X pu new  0.25      0.0405 pu
 20  500
X act  0.25 
18  10 3  2  0.162 
500  10 6

Md. Mijanur Rahman


Assistant Professor
Dept. of EEE
Power System Analysis EEE - 4901
Example 4
Following data reefer to the system shown in figure below. Find the fault current in pu and
amperes when a three phase to ground fault of zero impedance occurs at (i) point A and (ii)
point B. Choose a base power of 100 MVA.
Transformer T1 and T2 : 11/132 kV, 45 MVA, leakage reactance 0.1 pu
Generator: 11 kV, 50 MVA, source reactance 0.05 pu
Transmission line 132 kV, line reactance 70 

T1 T2
G
Line
A B

Fig. 1.9 One line diagram for example 4

Solution:
Base power is 100 MVA and it is applicable to everywhere in the system. Since,
transformers are present in the system, so base voltages will not be the same everywhere. In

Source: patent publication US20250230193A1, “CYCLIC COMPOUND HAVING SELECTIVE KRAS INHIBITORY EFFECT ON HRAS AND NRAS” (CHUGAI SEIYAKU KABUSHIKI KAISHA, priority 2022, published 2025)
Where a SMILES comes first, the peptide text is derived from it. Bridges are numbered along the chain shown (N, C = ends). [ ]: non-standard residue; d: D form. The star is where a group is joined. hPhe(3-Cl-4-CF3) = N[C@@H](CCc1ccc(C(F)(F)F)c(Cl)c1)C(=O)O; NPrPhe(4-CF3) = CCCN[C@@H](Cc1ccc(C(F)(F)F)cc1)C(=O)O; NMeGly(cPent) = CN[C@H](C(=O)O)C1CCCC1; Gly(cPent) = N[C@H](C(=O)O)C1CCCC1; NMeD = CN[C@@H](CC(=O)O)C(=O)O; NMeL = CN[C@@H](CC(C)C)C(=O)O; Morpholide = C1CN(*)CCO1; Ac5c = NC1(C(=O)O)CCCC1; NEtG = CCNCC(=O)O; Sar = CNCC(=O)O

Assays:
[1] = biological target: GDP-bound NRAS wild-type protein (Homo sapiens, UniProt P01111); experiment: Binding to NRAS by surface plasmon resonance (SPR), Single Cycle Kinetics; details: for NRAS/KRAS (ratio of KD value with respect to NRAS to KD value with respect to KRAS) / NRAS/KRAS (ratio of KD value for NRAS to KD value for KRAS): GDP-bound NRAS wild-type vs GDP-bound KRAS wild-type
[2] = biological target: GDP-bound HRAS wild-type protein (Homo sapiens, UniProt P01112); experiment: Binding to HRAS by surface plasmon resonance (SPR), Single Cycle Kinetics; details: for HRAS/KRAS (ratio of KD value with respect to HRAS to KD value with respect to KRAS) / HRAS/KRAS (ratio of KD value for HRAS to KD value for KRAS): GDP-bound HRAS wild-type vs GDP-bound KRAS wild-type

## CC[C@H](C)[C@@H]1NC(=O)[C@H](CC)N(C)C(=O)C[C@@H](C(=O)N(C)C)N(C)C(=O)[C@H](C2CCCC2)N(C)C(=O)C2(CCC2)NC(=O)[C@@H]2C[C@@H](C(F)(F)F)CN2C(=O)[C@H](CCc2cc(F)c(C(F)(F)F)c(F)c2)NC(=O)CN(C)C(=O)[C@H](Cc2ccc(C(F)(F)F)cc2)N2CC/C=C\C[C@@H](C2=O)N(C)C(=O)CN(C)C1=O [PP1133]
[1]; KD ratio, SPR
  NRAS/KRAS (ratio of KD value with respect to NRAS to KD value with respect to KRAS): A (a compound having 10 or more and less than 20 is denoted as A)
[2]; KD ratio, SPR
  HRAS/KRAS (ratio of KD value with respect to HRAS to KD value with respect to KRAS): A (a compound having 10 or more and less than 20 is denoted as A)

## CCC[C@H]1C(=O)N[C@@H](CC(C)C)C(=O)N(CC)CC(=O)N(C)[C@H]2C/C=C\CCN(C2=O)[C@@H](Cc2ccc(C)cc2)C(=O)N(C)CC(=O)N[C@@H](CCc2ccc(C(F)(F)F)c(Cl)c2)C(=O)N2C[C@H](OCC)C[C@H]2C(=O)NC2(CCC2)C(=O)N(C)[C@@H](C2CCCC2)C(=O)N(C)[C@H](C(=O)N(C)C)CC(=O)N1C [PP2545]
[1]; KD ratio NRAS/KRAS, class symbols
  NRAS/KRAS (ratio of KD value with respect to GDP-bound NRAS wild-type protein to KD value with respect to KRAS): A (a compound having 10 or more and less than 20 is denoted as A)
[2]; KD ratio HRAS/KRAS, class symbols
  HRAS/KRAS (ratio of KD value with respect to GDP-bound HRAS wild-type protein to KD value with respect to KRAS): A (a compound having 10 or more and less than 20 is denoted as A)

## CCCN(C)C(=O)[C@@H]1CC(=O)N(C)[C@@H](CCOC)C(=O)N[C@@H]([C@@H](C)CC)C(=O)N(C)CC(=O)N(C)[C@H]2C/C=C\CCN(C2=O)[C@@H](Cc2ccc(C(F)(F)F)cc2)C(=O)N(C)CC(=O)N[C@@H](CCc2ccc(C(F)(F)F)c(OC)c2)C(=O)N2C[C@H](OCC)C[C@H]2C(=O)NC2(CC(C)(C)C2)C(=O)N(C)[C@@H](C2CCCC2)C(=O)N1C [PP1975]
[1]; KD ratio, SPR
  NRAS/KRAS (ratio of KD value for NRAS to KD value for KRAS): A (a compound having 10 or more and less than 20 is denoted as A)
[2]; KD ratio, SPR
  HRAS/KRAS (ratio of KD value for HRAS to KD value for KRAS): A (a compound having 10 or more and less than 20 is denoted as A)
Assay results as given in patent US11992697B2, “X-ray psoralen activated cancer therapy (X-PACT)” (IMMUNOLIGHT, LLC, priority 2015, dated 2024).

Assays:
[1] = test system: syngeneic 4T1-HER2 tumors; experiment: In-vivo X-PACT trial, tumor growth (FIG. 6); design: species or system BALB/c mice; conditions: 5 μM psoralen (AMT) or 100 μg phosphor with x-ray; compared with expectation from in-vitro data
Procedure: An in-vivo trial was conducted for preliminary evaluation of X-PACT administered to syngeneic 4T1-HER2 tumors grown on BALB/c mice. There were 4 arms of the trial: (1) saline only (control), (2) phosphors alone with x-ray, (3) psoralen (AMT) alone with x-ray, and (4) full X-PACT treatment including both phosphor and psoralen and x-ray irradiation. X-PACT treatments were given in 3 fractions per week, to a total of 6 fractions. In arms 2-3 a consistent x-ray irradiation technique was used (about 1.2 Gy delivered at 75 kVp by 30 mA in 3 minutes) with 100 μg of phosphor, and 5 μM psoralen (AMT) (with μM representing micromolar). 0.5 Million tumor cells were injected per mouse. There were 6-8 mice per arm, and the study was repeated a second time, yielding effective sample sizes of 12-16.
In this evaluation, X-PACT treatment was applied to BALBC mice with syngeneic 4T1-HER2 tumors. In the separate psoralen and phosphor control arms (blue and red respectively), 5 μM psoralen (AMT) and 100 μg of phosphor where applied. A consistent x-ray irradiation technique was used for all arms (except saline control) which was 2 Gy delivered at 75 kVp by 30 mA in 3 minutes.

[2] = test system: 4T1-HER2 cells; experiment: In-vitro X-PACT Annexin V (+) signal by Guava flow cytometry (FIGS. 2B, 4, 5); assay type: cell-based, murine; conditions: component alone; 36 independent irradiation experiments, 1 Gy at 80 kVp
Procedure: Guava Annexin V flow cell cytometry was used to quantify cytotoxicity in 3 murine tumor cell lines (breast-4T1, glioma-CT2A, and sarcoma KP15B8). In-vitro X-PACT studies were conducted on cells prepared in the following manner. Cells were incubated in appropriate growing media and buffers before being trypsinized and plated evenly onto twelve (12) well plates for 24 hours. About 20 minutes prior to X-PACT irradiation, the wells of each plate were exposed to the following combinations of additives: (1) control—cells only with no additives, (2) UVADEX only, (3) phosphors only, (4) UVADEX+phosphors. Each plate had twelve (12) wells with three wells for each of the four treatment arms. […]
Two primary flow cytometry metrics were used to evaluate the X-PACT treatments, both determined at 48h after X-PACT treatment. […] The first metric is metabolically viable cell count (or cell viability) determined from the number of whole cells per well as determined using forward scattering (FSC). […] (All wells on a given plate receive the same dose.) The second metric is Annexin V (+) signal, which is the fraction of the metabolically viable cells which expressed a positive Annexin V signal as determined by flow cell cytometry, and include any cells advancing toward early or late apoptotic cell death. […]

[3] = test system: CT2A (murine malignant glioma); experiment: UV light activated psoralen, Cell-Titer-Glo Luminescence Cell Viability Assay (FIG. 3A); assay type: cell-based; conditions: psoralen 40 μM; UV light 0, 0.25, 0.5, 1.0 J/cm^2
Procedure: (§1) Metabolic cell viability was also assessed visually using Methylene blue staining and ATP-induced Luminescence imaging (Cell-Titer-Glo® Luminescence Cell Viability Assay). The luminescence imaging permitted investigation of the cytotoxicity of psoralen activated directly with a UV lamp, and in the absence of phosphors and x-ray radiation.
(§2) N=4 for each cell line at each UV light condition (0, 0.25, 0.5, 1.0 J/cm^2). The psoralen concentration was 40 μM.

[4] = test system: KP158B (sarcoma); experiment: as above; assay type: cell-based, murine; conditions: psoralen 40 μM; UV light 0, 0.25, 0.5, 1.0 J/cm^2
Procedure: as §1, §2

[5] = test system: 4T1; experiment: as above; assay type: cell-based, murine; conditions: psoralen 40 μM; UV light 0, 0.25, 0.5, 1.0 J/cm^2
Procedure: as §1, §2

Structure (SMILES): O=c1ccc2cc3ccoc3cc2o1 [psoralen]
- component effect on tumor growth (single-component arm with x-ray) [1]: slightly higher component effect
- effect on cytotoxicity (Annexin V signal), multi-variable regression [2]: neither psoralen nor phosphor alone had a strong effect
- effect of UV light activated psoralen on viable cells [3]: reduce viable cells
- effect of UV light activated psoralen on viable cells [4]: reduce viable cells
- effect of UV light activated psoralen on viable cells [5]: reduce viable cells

the above figure, there are three sections and each section has its own voltage base. If we
consider the voltage base of the generator section is 11 kV which also includes primary side
of T1, then the base voltage of the secondary of T1 (step-up transformer) will be 132 kV.
The base for the transmission line and primary of T2 must 132 kV. Because these three
things are in the same section. The last section includes secondary of T 2, load etc. Since it is
a step down transformer used for distribution purpose, the voltage base at the secondary
side of T2 will be 11 kV. Once voltage bases and power bases are calculated, other bases
can be determined from these.

Generator G: In this section, base voltage is 11 kV and power base is 100 MVA. But the
given source reactance value in pu is calculated with the voltage base 11 kV and power
base 50 MVA which are the rating of the generator. Therefore, with the new base, the new